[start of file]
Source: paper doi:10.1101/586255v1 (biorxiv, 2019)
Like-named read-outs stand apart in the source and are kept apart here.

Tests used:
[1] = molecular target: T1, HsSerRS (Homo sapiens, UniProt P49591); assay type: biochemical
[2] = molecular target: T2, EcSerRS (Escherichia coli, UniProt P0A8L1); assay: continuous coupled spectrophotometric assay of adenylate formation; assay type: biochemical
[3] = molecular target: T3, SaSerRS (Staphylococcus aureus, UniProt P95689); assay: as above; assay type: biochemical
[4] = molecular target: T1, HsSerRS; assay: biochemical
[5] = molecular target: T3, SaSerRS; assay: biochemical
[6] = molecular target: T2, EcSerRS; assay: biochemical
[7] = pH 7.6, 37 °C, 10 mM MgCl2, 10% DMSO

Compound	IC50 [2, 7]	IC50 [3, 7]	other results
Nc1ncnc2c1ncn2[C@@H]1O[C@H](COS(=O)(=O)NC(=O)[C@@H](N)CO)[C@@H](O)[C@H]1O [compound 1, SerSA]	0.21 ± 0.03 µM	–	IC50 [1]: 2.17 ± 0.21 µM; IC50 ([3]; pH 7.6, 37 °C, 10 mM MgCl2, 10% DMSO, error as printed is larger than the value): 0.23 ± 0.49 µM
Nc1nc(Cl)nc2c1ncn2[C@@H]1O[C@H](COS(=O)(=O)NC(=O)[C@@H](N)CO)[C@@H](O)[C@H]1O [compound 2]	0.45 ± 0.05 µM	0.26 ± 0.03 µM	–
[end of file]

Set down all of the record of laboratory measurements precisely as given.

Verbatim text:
Source: paper doi:10.1101/586255v1 (biorxiv, 2019)
Like-named read-outs stand apart in the source and are kept apart here.

Tests used:
[1] = molecular target: T1, HsSerRS (Homo sapiens, UniProt P49591); assay type: biochemical
[2] = molecular target: T2, EcSerRS (Escherichia coli, UniProt P0A8L1); assay: continuous coupled spectrophotometric assay of adenylate formation; assay type: biochemical
[3] = molecular target: T3, SaSerRS (Staphylococcus aureus, UniProt P95689); assay: as above; assay type: biochemical
[4] = molecular target: T1, HsSerRS; assay: biochemical
[5] = molecular target: T3, SaSerRS; assay: biochemical
[6] = molecular target: T2, EcSerRS; assay: biochemical
[7] = pH 7.6, 37 °C, 10 mM MgCl2, 10% DMSO

Compound	IC50 [2, 7]	IC50 [3, 7]	other results
Nc1ncnc2c1ncn2[C@@H]1O[C@H](COS(=O)(=O)NC(=O)[C@@H](N)CO)[C@@H](O)[C@H]1O [compound 1, SerSA]	0.21 ± 0.03 µM	–	IC50 [1]: 2.17 ± 0.21 µM; IC50 ([3]; pH 7.6, 37 °C, 10 mM MgCl2, 10% DMSO, error as printed is larger than the value): 0.23 ± 0.49 µM
Nc1nc(Cl)nc2c1ncn2[C@@H]1O[C@H](COS(=O)(=O)NC(=O)[C@@H](N)CO)[C@@H](O)[C@H]1O [compound 2]	0.45 ± 0.05 µM	0.26 ± 0.03 µM	–